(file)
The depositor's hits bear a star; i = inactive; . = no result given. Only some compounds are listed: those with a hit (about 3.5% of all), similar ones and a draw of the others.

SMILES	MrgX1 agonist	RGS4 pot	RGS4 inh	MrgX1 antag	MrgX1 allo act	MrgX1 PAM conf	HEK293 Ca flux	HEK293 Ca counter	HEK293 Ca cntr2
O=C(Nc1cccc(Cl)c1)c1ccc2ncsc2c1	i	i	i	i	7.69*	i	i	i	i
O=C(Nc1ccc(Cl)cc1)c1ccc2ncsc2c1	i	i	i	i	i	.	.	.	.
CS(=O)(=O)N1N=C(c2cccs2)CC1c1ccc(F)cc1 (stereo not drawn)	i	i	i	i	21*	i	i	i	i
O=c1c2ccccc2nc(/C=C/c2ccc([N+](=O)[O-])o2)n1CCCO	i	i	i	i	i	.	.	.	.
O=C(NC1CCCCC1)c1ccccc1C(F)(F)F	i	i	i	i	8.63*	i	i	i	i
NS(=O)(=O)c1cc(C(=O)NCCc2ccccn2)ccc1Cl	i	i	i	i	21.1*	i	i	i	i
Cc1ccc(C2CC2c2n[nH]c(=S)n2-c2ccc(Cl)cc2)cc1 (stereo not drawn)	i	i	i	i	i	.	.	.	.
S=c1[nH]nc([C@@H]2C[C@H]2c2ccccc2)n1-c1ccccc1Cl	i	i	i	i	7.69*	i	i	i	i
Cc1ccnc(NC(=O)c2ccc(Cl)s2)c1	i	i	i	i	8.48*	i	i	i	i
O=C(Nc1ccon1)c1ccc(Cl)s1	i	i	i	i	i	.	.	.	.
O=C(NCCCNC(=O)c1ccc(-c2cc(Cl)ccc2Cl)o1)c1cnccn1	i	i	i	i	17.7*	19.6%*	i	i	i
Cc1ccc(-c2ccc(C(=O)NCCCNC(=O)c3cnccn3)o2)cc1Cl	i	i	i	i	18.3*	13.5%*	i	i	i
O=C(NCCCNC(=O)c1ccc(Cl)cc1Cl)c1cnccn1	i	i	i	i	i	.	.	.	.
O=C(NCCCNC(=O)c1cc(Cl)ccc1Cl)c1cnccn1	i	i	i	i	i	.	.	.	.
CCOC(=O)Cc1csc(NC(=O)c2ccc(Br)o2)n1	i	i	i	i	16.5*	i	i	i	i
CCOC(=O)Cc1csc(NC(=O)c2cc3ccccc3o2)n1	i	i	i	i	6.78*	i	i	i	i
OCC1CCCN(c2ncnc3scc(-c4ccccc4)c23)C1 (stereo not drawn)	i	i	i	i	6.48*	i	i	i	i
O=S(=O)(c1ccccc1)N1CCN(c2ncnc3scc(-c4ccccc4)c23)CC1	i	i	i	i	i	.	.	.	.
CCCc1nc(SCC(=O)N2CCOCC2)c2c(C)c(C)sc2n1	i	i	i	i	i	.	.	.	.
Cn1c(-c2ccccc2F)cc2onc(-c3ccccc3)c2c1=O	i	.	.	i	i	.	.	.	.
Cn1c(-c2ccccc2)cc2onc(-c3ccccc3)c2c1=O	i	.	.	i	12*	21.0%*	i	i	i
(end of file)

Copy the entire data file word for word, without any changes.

The depositor's hits bear a star; i = inactive; . = no result given. Only some compounds are listed: those with a hit (about 3.5% of all), similar ones and a draw of the others.

SMILES	MrgX1 agonist	RGS4 pot	RGS4 inh	MrgX1 antag	MrgX1 allo act	MrgX1 PAM conf	HEK293 Ca flux	HEK293 Ca counter	HEK293 Ca cntr2
O=C(Nc1cccc(Cl)c1)c1ccc2ncsc2c1	i	i	i	i	7.69*	i	i	i	i
O=C(Nc1ccc(Cl)cc1)c1ccc2ncsc2c1	i	i	i	i	i	.	.	.	.
CS(=O)(=O)N1N=C(c2cccs2)CC1c1ccc(F)cc1 (stereo not drawn)	i	i	i	i	21*	i	i	i	i
O=c1c2ccccc2nc(/C=C/c2ccc([N+](=O)[O-])o2)n1CCCO	i	i	i	i	i	.	.	.	.
O=C(NC1CCCCC1)c1ccccc1C(F)(F)F	i	i	i	i	8.63*	i	i	i	i
NS(=O)(=O)c1cc(C(=O)NCCc2ccccn2)ccc1Cl	i	i	i	i	21.1*	i	i	i	i
Cc1ccc(C2CC2c2n[nH]c(=S)n2-c2ccc(Cl)cc2)cc1 (stereo not drawn)	i	i	i	i	i	.	.	.	.
S=c1[nH]nc([C@@H]2C[C@H]2c2ccccc2)n1-c1ccccc1Cl	i	i	i	i	7.69*	i	i	i	i
Cc1ccnc(NC(=O)c2ccc(Cl)s2)c1	i	i	i	i	8.48*	i	i	i	i
O=C(Nc1ccon1)c1ccc(Cl)s1	i	i	i	i	i	.	.	.	.
O=C(NCCCNC(=O)c1ccc(-c2cc(Cl)ccc2Cl)o1)c1cnccn1	i	i	i	i	17.7*	19.6%*	i	i	i
Cc1ccc(-c2ccc(C(=O)NCCCNC(=O)c3cnccn3)o2)cc1Cl	i	i	i	i	18.3*	13.5%*	i	i	i
O=C(NCCCNC(=O)c1ccc(Cl)cc1Cl)c1cnccn1	i	i	i	i	i	.	.	.	.
O=C(NCCCNC(=O)c1cc(Cl)ccc1Cl)c1cnccn1	i	i	i	i	i	.	.	.	.
CCOC(=O)Cc1csc(NC(=O)c2ccc(Br)o2)n1	i	i	i	i	16.5*	i	i	i	i
CCOC(=O)Cc1csc(NC(=O)c2cc3ccccc3o2)n1	i	i	i	i	6.78*	i	i	i	i
OCC1CCCN(c2ncnc3scc(-c4ccccc4)c23)C1 (stereo not drawn)	i	i	i	i	6.48*	i	i	i	i
O=S(=O)(c1ccccc1)N1CCN(c2ncnc3scc(-c4ccccc4)c23)CC1	i	i	i	i	i	.	.	.	.
CCCc1nc(SCC(=O)N2CCOCC2)c2c(C)c(C)sc2n1	i	i	i	i	i	.	.	.	.
Cn1c(-c2ccccc2F)cc2onc(-c3ccccc3)c2c1=O	i	.	.	i	i	.	.	.	.
Cn1c(-c2ccccc2)cc2onc(-c3ccccc3)c2c1=O	i	.	.	i	12*	21.0%*	i	i	i